In Asheville and Buncombe County, all recyclables now get tossed in together, whether you have curbside pickup (green and blue plastic bins in the city, blue bags in the county) or use the drop-off points located behind Asheville Pizza & Brewing Co., in the Tunnel Road Wal-Mart parking lot, at Curbside Management’s headquarters in Woodfin, and in Biltmore Forest. Here’s what currently qualifies for household recycling:
• Glass — bottles and jars, all colors, NO CAPS
• Metal — aluminum and tin (steel) food containers
• Plastic — narrow-necked No. 1 and No. 2 containers, NO CAPS
• Newspaper — including inserts
• Corrugated cardboard — (except waxed)
• Paper — all paper and pasteboard except paper towels, facial tissue, waxed paper or plastic-layered paper (such as pet-food bags)
All of the above recyclable materials go in the blue bag — except for corrugated cardboard, which should be placed outside the bag.
• Plastic shopping bags — definitely recycled at Food Lion stores, possibly at others; ask the store manager where the plastic bags end up
• Aluminum cans and corrugated cardboard — banned from the county landfill (and therefore from trash bins)
• Lead-acid batteries, electronics, tires and white goods (major appliances) — can be recycled at the landfill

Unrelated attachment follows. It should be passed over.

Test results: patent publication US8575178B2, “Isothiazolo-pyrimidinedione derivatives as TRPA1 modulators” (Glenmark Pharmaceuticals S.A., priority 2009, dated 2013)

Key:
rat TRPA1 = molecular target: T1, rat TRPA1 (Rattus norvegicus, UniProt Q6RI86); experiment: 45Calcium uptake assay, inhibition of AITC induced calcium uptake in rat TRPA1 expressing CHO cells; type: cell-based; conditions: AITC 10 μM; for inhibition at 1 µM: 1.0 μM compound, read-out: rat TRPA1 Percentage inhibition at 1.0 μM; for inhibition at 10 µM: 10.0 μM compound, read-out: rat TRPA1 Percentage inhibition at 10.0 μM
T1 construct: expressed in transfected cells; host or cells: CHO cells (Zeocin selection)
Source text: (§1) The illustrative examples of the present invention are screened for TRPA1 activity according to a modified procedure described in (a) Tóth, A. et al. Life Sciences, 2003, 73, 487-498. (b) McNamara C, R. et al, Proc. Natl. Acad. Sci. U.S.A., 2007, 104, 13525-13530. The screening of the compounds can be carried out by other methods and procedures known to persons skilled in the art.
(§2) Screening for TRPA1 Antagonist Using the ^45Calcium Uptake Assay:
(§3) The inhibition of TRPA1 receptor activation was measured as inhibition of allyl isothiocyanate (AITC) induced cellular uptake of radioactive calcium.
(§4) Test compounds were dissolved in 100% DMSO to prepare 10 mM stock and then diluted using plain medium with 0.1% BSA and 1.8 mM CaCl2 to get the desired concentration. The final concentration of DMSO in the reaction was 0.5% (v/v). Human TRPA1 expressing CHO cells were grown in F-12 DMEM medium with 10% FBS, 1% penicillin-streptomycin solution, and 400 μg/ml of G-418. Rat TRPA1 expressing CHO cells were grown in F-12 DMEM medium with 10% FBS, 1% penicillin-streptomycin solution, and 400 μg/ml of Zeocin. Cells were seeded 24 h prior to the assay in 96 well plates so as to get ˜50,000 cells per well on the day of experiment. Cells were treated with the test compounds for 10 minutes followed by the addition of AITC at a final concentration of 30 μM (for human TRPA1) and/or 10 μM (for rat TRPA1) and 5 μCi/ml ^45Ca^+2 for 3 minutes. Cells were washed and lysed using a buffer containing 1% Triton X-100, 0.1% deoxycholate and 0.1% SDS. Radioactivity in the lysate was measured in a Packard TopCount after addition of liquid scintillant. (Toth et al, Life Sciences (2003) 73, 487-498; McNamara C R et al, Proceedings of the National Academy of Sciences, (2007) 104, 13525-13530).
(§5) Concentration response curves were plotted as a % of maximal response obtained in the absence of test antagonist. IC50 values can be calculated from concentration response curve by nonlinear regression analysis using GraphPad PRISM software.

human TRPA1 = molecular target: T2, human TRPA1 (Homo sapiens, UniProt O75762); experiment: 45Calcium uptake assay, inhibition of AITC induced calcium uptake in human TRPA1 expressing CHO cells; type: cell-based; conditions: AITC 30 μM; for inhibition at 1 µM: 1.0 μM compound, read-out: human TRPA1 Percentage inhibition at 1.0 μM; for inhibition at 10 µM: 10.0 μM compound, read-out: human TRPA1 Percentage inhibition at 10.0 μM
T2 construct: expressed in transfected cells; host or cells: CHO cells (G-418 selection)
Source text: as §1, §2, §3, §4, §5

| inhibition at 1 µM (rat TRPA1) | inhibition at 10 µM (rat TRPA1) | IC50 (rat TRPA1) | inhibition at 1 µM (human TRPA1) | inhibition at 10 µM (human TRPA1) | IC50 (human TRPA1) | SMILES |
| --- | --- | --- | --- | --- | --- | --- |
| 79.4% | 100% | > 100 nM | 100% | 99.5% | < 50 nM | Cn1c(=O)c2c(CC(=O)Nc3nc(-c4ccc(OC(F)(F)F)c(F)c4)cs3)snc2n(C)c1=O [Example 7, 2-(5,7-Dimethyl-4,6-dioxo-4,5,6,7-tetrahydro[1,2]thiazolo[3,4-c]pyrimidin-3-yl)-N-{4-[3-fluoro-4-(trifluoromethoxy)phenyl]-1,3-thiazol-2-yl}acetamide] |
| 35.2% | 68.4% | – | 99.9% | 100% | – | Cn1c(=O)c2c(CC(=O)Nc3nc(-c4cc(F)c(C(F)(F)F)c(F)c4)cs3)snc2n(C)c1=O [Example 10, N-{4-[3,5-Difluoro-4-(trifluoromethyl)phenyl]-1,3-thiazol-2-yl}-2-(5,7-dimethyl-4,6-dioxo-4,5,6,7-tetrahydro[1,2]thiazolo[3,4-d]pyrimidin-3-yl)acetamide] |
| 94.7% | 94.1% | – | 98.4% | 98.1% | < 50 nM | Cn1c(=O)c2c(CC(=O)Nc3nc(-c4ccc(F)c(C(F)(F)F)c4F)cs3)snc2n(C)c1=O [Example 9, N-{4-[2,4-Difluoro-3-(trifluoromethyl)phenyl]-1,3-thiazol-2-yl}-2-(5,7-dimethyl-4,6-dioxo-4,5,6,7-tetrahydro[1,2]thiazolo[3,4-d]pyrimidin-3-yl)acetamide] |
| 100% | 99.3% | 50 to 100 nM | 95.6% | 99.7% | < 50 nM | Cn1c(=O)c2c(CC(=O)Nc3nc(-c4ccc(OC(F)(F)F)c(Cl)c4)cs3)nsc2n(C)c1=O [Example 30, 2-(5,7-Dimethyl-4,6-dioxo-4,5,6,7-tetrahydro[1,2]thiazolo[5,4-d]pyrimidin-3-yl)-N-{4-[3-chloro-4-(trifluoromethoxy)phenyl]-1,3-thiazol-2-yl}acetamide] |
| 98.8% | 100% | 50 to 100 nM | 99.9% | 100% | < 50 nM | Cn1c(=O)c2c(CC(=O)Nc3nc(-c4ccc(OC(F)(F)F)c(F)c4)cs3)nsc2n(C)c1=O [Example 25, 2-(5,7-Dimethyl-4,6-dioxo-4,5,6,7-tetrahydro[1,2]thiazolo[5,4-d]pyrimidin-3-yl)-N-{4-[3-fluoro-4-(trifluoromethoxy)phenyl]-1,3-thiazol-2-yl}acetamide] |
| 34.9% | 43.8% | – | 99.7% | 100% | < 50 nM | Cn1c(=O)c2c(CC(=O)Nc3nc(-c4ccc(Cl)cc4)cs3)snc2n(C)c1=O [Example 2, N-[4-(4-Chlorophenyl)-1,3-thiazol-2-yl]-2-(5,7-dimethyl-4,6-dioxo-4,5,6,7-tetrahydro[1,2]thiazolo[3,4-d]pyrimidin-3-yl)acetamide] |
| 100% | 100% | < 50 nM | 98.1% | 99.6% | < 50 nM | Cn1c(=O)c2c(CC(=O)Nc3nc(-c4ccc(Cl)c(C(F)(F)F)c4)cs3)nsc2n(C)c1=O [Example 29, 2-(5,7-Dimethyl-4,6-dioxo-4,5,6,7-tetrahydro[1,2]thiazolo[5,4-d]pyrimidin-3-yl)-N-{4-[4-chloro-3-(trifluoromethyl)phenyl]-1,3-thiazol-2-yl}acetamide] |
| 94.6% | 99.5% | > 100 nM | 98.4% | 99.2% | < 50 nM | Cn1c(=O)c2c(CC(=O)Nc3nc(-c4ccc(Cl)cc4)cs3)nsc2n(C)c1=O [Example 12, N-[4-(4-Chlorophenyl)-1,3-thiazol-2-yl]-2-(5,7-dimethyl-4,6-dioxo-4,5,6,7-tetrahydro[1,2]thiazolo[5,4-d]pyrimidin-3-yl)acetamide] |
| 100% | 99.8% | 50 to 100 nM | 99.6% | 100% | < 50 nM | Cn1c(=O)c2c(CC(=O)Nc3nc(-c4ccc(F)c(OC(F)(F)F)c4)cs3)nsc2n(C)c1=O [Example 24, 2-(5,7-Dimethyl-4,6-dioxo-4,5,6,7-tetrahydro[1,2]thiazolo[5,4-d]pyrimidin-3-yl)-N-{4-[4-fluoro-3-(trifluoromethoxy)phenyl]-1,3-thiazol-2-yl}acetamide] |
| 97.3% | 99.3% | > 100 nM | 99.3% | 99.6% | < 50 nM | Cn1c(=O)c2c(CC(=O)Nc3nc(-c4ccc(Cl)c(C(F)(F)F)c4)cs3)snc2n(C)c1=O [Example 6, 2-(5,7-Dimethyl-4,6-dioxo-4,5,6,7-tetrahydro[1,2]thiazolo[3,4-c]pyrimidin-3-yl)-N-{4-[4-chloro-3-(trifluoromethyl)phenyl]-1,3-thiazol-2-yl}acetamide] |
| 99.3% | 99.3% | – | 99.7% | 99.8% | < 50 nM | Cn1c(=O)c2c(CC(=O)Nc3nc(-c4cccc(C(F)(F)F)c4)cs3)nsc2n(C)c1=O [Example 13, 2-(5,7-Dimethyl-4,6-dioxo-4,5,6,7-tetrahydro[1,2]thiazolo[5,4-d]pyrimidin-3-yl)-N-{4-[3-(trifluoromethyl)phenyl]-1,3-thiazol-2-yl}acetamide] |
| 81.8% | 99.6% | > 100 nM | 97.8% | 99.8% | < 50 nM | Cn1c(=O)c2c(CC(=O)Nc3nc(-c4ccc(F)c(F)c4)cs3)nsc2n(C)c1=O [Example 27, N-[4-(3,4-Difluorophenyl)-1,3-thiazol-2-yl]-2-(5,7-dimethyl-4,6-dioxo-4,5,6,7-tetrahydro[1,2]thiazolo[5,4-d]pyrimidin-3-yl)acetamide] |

It’s in the bag
Now that you know what to do with all the stuff you haul home, what about the sacks you haul it in?
Brown paper bags can be recycled with corrugated cardboard (preferred) or with mixed paper.
Plastic-film bags (both No. 2 and No. 4) can be “recycled” at most grocery stores — in the sense that customers can drop them in a designated box or bin. But what happens after that? Some stores recycle the bags; others simply trash them.
Of the major local chains’ home offices, only Food Lion answered this reporter’s questions about plastic-bag recycling. Employees of six other local groceries said those stores do recycle but could offer only vague answers about the nuts and bolts. (“They must go out on the truck that picks up pallets,” was a typical response.) One employee said his store routinely puts plastic bags in the trash bin, and as far as this reporter could determine, each store’s level of participation is mostly left to the manager’s discretion.
But Jeff Laurence of Food Lion’s Salisbury distribution center told Xpress that their stores load recycled bags onto the tractor-trailers returning to the warehouse after delivering a load of groceries. The bags are compacted, baled and sold to Trex Company Inc., which manufactures a weatherproof wood-replacement product used for decking and outdoor furniture.
According to the Trex Web site, the bags are ground up, heated and mixed with ground up scrap wood, then formed into a woodlike product that can be sawed and fastened into extremely durable outdoor structures. Including excess paper is a no-no when recycling plastic bags, but glued-on paper (such as price tags or bread-bag labels) is OK. Also — and this may explain the reluctance of Bi-Lo and Wal-Mart to discuss bag recycling — Trex indicates, “We cannot accept large amounts of blue-colored bags without prior approval.”
— Cecil Bothwell